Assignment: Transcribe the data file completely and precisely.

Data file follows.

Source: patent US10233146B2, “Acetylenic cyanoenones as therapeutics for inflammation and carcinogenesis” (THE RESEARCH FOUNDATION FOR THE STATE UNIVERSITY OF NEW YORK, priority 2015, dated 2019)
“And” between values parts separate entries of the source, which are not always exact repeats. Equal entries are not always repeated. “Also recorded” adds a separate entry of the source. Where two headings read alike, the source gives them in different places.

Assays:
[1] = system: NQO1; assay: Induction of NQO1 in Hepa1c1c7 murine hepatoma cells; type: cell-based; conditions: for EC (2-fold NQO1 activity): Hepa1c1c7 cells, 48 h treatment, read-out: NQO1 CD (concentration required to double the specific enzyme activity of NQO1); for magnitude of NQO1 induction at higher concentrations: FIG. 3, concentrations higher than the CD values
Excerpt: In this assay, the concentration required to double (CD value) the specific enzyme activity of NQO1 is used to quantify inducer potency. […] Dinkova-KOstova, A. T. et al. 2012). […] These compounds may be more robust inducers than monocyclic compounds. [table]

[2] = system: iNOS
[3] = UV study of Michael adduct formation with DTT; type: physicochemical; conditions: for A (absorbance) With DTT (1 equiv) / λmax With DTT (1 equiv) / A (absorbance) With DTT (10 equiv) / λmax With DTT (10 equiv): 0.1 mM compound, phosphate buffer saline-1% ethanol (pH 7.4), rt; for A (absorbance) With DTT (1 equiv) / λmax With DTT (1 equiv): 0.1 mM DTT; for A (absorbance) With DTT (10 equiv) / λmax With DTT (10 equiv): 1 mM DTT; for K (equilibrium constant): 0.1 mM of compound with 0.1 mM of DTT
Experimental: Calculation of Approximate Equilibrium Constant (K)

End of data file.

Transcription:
Source: patent US10233146B2, “Acetylenic cyanoenones as therapeutics for inflammation and carcinogenesis” (THE RESEARCH FOUNDATION FOR THE STATE UNIVERSITY OF NEW YORK, priority 2015, dated 2019)
“And” between values parts separate entries of the source, which are not always exact repeats. Equal entries are not always repeated. “Also recorded” adds a separate entry of the source. Where two headings read alike, the source gives them in different places.

Assays:
[1] = system: NQO1; assay: Induction of NQO1 in Hepa1c1c7 murine hepatoma cells; type: cell-based; conditions: for EC (2-fold NQO1 activity): Hepa1c1c7 cells, 48 h treatment, read-out: NQO1 CD (concentration required to double the specific enzyme activity of NQO1); for magnitude of NQO1 induction at higher concentrations: FIG. 3, concentrations higher than the CD values
Excerpt: In this assay, the concentration required to double (CD value) the specific enzyme activity of NQO1 is used to quantify inducer potency. […] Dinkova-KOstova, A. T. et al. 2012). […] These compounds may be more robust inducers than monocyclic compounds. [table]

[2] = system: iNOS
[3] = UV study of Michael adduct formation with DTT; type: physicochemical; conditions: for A (absorbance) With DTT (1 equiv) / λmax With DTT (1 equiv) / A (absorbance) With DTT (10 equiv) / λmax With DTT (10 equiv): 0.1 mM compound, phosphate buffer saline-1% ethanol (pH 7.4), rt; for A (absorbance) With DTT (1 equiv) / λmax With DTT (1 equiv): 0.1 mM DTT; for A (absorbance) With DTT (10 equiv) / λmax With DTT (10 equiv): 1 mM DTT; for K (equilibrium constant): 0.1 mM of compound with 0.1 mM of DTT
Experimental: Calculation of Approximate Equilibrium Constant (K)